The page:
Paris has an even more dense historical quality. Hemingway wrote here and Chopin composed there. In Paris, Marx met Engels, Lenin was a waiter, and Ho Chi Minh was a pastry chef. Victor Hugo lived on the Place de Vosges and Voltaire was born nearby. A short walk from there brings you to the Pere Lachaise cemetery where the Communards fought to the last man and hundreds of notables are buried. Louis XVI, Marie Antoinette and hundreds of other aristocrats were beheaded on the Place de la Concorde.
Walk from there down the Rue Rivoli past the five star Hotel Meurice where German general Dietrich Von Choltitz refused Hitler’s orders to destroy Paris in August 1944, past the Hotel de Ville, site of innumerable historic events including De Gaulle’s assumption of power the day after von Choltitz surrendered, past the 16th century St. Paul’s cathedral and soon you are at Place Bastille where the French Revolution began.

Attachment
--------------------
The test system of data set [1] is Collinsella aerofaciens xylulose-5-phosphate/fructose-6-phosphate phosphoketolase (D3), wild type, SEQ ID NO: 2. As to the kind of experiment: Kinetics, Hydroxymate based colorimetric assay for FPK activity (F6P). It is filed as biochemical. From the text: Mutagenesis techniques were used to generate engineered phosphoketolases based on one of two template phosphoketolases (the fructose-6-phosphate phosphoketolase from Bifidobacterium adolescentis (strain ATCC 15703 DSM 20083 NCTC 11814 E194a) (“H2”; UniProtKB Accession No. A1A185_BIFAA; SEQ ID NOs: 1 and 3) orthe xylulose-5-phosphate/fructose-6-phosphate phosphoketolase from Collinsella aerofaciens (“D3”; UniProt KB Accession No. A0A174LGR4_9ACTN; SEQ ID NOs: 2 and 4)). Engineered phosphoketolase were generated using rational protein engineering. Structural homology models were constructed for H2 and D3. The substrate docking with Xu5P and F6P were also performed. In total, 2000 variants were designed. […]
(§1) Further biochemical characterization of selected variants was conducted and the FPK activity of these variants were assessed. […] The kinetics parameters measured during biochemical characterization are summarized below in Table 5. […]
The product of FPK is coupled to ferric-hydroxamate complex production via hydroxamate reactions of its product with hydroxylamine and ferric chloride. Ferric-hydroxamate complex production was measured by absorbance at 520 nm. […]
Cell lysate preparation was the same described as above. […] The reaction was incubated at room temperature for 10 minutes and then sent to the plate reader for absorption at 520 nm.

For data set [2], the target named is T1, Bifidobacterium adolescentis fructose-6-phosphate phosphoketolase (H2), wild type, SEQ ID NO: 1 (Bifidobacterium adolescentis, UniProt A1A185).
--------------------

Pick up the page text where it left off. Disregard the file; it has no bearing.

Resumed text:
Modigliani and Diego Rivera lived in Montparnasse, Picasso lived in a dozen different spots, and almost every major artist or writer of the early 20th century lived somewhere in Paris. Practically every block has centuries of history and the catalog of notables and events is endless. The walls could crumble under the weight of commemorative plaques.
In contrast, most Americans rarely see a building that is over a hundred years old, let alone five hundred. In Dallas, where I grew up, there is a reconstructed log cabin in a park downtown that was originally built by some early settler. That’s about all.